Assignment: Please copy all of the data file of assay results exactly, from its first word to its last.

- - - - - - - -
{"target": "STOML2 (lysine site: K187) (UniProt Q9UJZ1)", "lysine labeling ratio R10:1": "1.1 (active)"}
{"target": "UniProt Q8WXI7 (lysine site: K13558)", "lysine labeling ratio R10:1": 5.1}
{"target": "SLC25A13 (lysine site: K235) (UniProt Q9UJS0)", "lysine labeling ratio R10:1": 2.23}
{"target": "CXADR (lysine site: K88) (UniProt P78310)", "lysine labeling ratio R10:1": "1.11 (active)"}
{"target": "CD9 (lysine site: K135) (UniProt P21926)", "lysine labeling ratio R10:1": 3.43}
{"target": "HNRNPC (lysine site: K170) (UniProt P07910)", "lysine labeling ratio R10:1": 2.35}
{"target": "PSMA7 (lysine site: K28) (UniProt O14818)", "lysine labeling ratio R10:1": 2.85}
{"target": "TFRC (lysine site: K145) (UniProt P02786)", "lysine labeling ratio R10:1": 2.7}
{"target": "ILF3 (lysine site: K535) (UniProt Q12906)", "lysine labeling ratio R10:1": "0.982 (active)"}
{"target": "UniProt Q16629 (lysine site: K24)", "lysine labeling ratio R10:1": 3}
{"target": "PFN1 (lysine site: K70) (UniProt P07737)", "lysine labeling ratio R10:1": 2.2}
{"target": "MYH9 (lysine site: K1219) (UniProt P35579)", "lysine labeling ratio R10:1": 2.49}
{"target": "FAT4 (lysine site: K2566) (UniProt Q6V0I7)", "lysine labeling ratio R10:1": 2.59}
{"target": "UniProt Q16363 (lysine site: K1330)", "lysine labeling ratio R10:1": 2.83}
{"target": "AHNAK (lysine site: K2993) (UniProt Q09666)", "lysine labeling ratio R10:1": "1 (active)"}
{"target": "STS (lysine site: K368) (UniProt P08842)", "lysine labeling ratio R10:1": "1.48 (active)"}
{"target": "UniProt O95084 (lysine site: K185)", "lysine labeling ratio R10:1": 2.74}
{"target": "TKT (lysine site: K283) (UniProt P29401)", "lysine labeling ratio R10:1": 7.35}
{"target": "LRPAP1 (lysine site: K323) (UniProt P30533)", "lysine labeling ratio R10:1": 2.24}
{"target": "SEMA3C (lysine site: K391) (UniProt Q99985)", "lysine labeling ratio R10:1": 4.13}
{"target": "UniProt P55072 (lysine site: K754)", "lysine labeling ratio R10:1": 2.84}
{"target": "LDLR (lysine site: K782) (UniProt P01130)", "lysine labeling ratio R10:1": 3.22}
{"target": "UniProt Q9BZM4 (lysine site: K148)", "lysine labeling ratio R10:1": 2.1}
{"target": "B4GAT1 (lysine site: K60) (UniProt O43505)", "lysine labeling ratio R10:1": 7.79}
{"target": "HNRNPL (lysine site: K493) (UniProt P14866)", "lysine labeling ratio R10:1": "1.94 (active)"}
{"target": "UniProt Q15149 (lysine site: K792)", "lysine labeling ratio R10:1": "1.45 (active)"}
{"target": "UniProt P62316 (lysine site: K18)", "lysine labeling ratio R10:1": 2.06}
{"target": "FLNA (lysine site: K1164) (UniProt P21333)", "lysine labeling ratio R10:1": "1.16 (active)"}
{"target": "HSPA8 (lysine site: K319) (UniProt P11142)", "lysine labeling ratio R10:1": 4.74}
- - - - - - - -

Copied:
{"target": "STOML2 (lysine site: K187) (UniProt Q9UJZ1)", "lysine labeling ratio R10:1": "1.1 (active)"}
{"target": "UniProt Q8WXI7 (lysine site: K13558)", "lysine labeling ratio R10:1": 5.1}
{"target": "SLC25A13 (lysine site: K235) (UniProt Q9UJS0)", "lysine labeling ratio R10:1": 2.23}
{"target": "CXADR (lysine site: K88) (UniProt P78310)", "lysine labeling ratio R10:1": "1.11 (active)"}
{"target": "CD9 (lysine site: K135) (UniProt P21926)", "lysine labeling ratio R10:1": 3.43}
{"target": "HNRNPC (lysine site: K170) (UniProt P07910)", "lysine labeling ratio R10:1": 2.35}
{"target": "PSMA7 (lysine site: K28) (UniProt O14818)", "lysine labeling ratio R10:1": 2.85}
{"target": "TFRC (lysine site: K145) (UniProt P02786)", "lysine labeling ratio R10:1": 2.7}
{"target": "ILF3 (lysine site: K535) (UniProt Q12906)", "lysine labeling ratio R10:1": "0.982 (active)"}
{"target": "UniProt Q16629 (lysine site: K24)", "lysine labeling ratio R10:1": 3}
{"target": "PFN1 (lysine site: K70) (UniProt P07737)", "lysine labeling ratio R10:1": 2.2}
{"target": "MYH9 (lysine site: K1219) (UniProt P35579)", "lysine labeling ratio R10:1": 2.49}
{"target": "FAT4 (lysine site: K2566) (UniProt Q6V0I7)", "lysine labeling ratio R10:1": 2.59}
{"target": "UniProt Q16363 (lysine site: K1330)", "lysine labeling ratio R10:1": 2.83}
{"target": "AHNAK (lysine site: K2993) (UniProt Q09666)", "lysine labeling ratio R10:1": "1 (active)"}
{"target": "STS (lysine site: K368) (UniProt P08842)", "lysine labeling ratio R10:1": "1.48 (active)"}
{"target": "UniProt O95084 (lysine site: K185)", "lysine labeling ratio R10:1": 2.74}
{"target": "TKT (lysine site: K283) (UniProt P29401)", "lysine labeling ratio R10:1": 7.35}
{"target": "LRPAP1 (lysine site: K323) (UniProt P30533)", "lysine labeling ratio R10:1": 2.24}
{"target": "SEMA3C (lysine site: K391) (UniProt Q99985)", "lysine labeling ratio R10:1": 4.13}
{"target": "UniProt P55072 (lysine site: K754)", "lysine labeling ratio R10:1": 2.84}
{"target": "LDLR (lysine site: K782) (UniProt P01130)", "lysine labeling ratio R10:1": 3.22}
{"target": "UniProt Q9BZM4 (lysine site: K148)", "lysine labeling ratio R10:1": 2.1}
{"target": "B4GAT1 (lysine site: K60) (UniProt O43505)", "lysine labeling ratio R10:1": 7.79}
{"target": "HNRNPL (lysine site: K493) (UniProt P14866)", "lysine labeling ratio R10:1": "1.94 (active)"}
{"target": "UniProt Q15149 (lysine site: K792)", "lysine labeling ratio R10:1": "1.45 (active)"}
{"target": "UniProt P62316 (lysine site: K18)", "lysine labeling ratio R10:1": 2.06}
{"target": "FLNA (lysine site: K1164) (UniProt P21333)", "lysine labeling ratio R10:1": "1.16 (active)"}
{"target": "HSPA8 (lysine site: K319) (UniProt P11142)", "lysine labeling ratio R10:1": 4.74}